By: Benzi Thee Founder & CEO, OMB guitars.
The use of technology in music-making has been a hotly debated topic for years. Some argue that technology makes us lazy and takes away from the authenticity of music-making, while others believe that technology can help us improve our skills and open up new avenues for creativity and expression.
One of the most significant advantages of technology in music-making is its ability to make music accessible to everyone, regardless of their previous musical experience. Technology can help people discover and develop their musical abilities, allowing them to experiment with different sounds and create their own unique compositions.
Digital audio workstations
In recent years, digital audio workstations (DAWs) have become a popular tool for music producers and artists. These software programs allow users to record, edit, and mix music on their computers, without the need for expensive equipment or a professional recording studio. DAWs have revolutionized the music-making process, making it more accessible and affordable for aspiring musicians.
However, some argue that technology has made us lazy and takes away from the authenticity of music-making. Critics argue that relying on technology to create music takes away from the human element of music and reduces the value of live performances. They argue that technology has made it too easy for anyone to create music, leading to a saturation of mediocre music flooding the market.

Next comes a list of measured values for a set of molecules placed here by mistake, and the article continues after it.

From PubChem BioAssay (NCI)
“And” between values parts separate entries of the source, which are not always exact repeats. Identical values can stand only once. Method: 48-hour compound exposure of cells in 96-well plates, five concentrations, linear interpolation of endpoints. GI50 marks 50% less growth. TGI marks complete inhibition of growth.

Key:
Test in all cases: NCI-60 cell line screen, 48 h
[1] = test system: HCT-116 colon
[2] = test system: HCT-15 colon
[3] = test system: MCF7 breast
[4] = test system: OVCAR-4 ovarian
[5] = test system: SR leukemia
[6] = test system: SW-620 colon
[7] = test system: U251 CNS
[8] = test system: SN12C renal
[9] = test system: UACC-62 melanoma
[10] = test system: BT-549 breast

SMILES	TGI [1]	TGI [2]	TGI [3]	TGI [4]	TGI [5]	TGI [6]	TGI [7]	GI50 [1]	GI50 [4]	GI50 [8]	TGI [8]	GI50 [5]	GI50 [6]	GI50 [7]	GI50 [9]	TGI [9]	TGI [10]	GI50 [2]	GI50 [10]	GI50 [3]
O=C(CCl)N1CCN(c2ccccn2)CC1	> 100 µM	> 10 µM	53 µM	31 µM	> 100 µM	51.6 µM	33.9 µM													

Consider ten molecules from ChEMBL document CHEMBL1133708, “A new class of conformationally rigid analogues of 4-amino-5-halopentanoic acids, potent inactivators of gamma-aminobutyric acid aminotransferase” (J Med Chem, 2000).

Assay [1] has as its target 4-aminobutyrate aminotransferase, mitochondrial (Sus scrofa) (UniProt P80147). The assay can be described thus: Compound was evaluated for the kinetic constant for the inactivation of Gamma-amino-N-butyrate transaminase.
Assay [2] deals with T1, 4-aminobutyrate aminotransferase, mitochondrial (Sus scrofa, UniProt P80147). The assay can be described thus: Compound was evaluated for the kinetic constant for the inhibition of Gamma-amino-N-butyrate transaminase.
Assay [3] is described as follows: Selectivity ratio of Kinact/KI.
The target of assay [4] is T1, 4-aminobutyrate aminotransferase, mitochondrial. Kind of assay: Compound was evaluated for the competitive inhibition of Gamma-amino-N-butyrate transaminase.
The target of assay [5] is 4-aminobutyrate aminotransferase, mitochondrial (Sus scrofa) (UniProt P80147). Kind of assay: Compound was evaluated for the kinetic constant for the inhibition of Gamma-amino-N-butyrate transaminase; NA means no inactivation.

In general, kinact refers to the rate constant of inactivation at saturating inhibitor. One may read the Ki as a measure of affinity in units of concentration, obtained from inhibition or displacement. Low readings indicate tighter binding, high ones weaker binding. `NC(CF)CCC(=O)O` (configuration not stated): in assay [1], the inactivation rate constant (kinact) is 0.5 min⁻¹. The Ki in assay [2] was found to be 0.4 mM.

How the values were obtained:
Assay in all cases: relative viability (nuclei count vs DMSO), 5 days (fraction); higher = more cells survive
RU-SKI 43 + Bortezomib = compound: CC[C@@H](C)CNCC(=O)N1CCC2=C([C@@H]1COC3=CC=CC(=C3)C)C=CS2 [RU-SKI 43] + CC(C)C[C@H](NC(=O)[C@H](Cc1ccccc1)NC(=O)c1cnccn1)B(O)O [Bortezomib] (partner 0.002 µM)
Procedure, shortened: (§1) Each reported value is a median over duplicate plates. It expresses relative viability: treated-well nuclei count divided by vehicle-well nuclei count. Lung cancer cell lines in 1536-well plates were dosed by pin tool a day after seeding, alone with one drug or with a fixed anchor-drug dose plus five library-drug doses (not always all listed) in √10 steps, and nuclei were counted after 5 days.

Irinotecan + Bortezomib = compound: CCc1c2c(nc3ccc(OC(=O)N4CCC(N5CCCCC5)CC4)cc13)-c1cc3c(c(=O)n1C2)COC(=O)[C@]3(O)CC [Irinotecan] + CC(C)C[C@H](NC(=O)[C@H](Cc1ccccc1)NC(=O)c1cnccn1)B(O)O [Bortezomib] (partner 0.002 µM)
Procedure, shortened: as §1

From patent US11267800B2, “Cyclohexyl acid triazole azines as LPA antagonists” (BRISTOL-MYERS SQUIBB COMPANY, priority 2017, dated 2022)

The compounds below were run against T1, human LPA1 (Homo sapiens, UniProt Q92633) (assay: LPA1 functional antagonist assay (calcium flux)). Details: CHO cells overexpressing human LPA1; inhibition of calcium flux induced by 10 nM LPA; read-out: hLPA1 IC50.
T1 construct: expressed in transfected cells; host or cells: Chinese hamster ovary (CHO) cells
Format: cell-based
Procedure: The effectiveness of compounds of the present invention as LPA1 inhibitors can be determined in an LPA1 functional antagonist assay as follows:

While there is some truth to these arguments, it is important to remember that technology is only a tool. Like any tool, it can be used for good or bad. The true value of technology in music-making lies in how it is used.
The world of AI
As we are heading into a new world full of AI , Machine Learning and other frightening words, where it’s hard to imagine how new technologies will affect our music making , creation and performance, allow me to share my personal experience, hoping to encourage you to fear not – gain courage, dive into the new adventure that is heading towards us, learn it and welcome it.
Being a young child in the 80s forced to take piano lessons that I just couldn’t get into, I struggled to enjoy the instrument and couldn’t seem to make any headway. That is until I saw my friend playing a Casio keyboard, and my whole world changed.
I was in awe of how my friend could produce a full orchestra with just a simple press of a button. Determined to learn more, I went home and begged my parents to buy me one. They were skeptical at first, thinking that learning a digital instrument could never be as good as a traditional one. But, after numerous requests and persistent efforts, they finally relented and bought me a keyboard.
After 5 years of piano lessons, the day I got this keyboard was the day I started to learn music. For the first time, I was able to explore music-making in a way that was engaging and enjoyable. With no teacher and just by playing around, I finally understood music, fell in love with it and grow to be an accomplished musician.
What started as mere curiosity turned into a passion for music-making. I found myself playing and experimenting with the keyboard for hours on end, gaining confidence in my skills and even showing off my creations to others. The digital instrument allowed me to understand the different nuances of music, such as how brass instruments, strings, and keys should sound and when to add them to create the desired effect.
But the real surprise came when I returned to the piano a few years later. I found that I was not only able to play with more confidence and skill, but became a very good pianist, able to play any genre in any key with ease. I had gained a new appreciation for music and an understanding of how it worked, something that would not have been possible without the help of technology.
Our goal at OMB is to allow those opportunities, excitement, creativity, playability and an indirect intuitive teacher to all other instruments.
Allow the good to become better. Improve and use technology to elevate you as a person and as a musician.